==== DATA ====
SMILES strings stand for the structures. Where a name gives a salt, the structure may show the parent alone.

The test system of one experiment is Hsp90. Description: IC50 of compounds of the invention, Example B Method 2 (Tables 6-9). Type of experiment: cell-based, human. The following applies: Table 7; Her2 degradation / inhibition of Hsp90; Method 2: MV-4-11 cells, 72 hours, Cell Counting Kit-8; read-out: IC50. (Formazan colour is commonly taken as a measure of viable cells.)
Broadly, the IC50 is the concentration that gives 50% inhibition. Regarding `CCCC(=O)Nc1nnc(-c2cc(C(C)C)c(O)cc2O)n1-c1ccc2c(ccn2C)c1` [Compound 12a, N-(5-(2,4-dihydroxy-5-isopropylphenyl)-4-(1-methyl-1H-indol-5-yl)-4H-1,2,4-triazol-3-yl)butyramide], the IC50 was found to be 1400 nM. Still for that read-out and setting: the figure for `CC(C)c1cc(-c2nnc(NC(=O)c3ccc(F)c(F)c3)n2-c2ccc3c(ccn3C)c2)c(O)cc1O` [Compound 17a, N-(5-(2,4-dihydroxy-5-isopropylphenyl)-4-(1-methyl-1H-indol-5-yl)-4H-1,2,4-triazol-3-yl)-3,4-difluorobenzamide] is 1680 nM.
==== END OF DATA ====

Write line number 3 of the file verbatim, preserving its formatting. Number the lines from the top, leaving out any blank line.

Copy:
Broadly, the IC50 is the concentration that gives 50% inhibition. Regarding `CCCC(=O)Nc1nnc(-c2cc(C(C)C)c(O)cc2O)n1-c1ccc2c(ccn2C)c1` [Compound 12a, N-(5-(2,4-dihydroxy-5-isopropylphenyl)-4-(1-methyl-1H-indol-5-yl)-4H-1,2,4-triazol-3-yl)butyramide], the IC50 was found to be 1400 nM. Still for that read-out and setting: the figure for `CC(C)c1cc(-c2nnc(NC(=O)c3ccc(F)c(F)c3)n2-c2ccc3c(ccn3C)c2)c(O)cc1O` [Compound 17a, N-(5-(2,4-dihydroxy-5-isopropylphenyl)-4-(1-methyl-1H-indol-5-yl)-4H-1,2,4-triazol-3-yl)-3,4-difluorobenzamide] is 1680 nM.